BackYard Chickens › BYC Forum › Raising BackYard Chickens › Chicken Behaviors and Egglaying › Egg laying decreased drastically for free rangers when cooped up///normal??
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Egg laying decreased drastically for free rangers when cooped up///normal??

post #1 of 3
Thread Starter 

I have great egg layers - black australorps, barred rocks, leghorns, etc and they usually free range until the door closes on the coop at night.  I lost a few to predators and I am now letting them out less.  I usually gather 8-12 eggs a day.  I have had a couple days recently - today being one - that I only gathered one egg.  I had a snake in the coop one day but I "eliminated" him.  Is it normal for chickens to boycott laying when they are put up? Also, my Ameraucana was laying an extra large blue egg almost daily and hasn't laid the last 3 days.  I have 12 hens and one rooster.  When they are out they range on 6 acres.  When they are in they have a coop that is 10x20 with one large waterer and one large feeder of layer crumbles.  Should I add different food?  It has been cooler lately - 50's at night.  Any ideas?? Thanks 

post #2 of 3
Could be seasonal change, predators, egg eaters, or stress... Yes, they can and will hoard eggs and hide nests if their normal routine is disrupted or possibly new flock members are added etc...

I send my kids out to find missing eggs, and its very common to find THIS lol wink.png




Most of my breeds are fee rangers anyway, and locking them up just isn't an option... They don't cause too many issues; its 3 of my BRs that will fly the fence and frantically find a new nest if they can't get in the one they prefer... And they will stall until they find a suitable spot, then take their buddies and some of the free rangers with them wink.png


Keep an eye out for more snakes though; where there's one, there's more, and they can eat a whole nest of eggs in one sitting.
Edited by shortgrass - 10/6/15 at 9:11pm
http://www.backyardchickens.com/t/990759/chickens-in-permaculture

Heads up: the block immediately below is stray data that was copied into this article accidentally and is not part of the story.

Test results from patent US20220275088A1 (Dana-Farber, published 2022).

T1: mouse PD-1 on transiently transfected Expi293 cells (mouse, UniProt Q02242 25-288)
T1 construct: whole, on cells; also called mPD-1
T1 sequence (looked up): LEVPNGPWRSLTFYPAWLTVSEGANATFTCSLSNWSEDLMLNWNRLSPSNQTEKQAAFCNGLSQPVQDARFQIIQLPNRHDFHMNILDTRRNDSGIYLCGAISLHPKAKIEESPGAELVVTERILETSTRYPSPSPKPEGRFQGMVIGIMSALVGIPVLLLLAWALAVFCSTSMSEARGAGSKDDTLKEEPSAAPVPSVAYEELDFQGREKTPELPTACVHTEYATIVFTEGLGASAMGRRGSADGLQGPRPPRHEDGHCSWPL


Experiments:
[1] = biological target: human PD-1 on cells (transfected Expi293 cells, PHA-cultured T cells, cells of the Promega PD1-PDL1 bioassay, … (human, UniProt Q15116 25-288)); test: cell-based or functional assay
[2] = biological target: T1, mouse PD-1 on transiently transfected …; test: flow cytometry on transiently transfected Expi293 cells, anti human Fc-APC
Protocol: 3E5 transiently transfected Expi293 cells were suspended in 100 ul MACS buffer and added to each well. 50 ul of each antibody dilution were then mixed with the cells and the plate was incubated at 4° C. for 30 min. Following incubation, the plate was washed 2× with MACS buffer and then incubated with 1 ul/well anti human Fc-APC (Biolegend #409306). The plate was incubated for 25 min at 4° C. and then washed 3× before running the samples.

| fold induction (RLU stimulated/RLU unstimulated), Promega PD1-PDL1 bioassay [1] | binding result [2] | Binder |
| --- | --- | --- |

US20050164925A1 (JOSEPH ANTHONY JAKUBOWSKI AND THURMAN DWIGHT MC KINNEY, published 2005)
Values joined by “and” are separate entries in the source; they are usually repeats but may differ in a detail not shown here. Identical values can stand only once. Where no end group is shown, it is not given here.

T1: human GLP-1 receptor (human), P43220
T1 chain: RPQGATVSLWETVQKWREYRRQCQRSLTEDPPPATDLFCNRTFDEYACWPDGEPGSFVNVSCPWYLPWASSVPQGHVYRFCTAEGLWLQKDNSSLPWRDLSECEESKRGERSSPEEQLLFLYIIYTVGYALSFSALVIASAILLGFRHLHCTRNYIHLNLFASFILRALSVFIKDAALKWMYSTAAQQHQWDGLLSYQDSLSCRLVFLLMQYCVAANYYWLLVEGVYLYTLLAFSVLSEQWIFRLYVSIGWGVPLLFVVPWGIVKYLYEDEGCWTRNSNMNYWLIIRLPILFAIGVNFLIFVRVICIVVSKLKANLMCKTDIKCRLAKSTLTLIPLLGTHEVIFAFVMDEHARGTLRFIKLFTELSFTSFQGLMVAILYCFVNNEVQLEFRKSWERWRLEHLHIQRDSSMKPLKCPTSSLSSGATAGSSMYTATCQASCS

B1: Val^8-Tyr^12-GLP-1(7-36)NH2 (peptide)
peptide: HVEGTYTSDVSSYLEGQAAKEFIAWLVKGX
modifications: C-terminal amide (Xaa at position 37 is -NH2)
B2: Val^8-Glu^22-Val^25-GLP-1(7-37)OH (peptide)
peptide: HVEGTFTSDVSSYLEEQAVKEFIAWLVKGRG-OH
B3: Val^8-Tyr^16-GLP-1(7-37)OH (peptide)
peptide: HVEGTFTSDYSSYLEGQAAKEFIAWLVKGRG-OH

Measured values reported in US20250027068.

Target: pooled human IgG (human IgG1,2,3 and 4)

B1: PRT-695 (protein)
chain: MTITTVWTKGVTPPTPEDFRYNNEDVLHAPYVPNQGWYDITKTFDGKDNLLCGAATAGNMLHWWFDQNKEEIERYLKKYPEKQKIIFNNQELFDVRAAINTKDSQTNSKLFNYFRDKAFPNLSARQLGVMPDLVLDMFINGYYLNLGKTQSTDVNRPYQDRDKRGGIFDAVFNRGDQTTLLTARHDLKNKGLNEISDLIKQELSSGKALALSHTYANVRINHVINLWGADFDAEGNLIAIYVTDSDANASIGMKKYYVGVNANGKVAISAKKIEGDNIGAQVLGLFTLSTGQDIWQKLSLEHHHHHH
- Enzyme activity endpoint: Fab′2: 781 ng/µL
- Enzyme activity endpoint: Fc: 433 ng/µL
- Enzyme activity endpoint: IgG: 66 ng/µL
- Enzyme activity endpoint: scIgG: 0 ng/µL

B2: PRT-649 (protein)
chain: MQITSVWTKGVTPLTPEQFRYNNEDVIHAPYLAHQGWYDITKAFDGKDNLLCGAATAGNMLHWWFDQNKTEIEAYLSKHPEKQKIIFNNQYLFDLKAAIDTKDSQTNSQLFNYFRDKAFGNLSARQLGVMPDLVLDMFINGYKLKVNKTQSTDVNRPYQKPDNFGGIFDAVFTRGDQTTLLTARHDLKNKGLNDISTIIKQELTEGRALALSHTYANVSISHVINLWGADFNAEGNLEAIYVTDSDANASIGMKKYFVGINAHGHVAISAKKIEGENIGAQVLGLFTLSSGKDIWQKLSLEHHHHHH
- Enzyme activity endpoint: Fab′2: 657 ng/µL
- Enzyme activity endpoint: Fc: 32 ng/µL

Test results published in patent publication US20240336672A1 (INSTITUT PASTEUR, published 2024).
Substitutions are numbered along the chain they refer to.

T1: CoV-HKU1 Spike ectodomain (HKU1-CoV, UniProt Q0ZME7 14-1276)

http://www.backyardchickens.com/t/1008185/lets-talk-relocation

3rd generation of Colorado ranchers, raising organic alfalfa, corn, Red Angus cattle, Suffolk sheep and of course, chickens! Comitted to a lifetime of health without chemicals, I am entirely dependent on what God has given me to nurture soil, plant, and animal. Sharing...
Reply
http://www.backyardchickens.com/t/990759/chickens-in-permaculture

http://www.backyardchickens.com/t/1008185/lets-talk-relocation

3rd generation of Colorado ranchers, raising organic alfalfa, corn, Red Angus cattle, Suffolk sheep and of course, chickens! Comitted to a lifetime of health without chemicals, I am entirely dependent on what God has given me to nurture soil, plant, and animal. Sharing...
Reply
post #3 of 3
In your situation I think it is the stress of being locked up. It could also be you had predators lately that May have scared them. An event like that would take a while to overcome. When they feel it's safe again, they'll start to lay eggs.
The key to a happy flock is to be there for them. You have to do your job so they can do theirs. Your coop layout is also important. It doesn't have to be fancy just functional.http://www.backyardchickens.com/a/just-a-chicken-coop Is an example of it.
Reply
The key to a happy flock is to be there for them. You have to do your job so they can do theirs. Your coop layout is also important. It doesn't have to be fancy just functional.http://www.backyardchickens.com/a/just-a-chicken-coop Is an example of it.
Reply
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